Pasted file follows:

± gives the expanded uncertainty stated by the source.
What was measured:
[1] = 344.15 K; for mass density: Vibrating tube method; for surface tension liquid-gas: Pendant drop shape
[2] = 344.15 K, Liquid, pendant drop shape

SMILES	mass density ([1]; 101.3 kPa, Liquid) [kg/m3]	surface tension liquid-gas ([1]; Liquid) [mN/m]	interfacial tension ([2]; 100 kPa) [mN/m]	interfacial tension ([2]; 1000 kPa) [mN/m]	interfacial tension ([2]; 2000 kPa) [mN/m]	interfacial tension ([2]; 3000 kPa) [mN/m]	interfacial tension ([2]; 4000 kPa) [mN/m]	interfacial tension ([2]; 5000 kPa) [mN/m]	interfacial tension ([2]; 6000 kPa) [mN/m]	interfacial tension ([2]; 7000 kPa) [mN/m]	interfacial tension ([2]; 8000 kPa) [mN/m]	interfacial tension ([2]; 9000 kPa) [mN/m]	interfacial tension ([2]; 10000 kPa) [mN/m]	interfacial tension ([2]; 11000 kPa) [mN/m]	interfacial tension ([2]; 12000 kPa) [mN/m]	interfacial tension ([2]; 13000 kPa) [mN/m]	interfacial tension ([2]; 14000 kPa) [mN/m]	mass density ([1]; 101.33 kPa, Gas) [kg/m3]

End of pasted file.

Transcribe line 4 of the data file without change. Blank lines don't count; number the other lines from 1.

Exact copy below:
[2] = 344.15 K, Liquid, pendant drop shape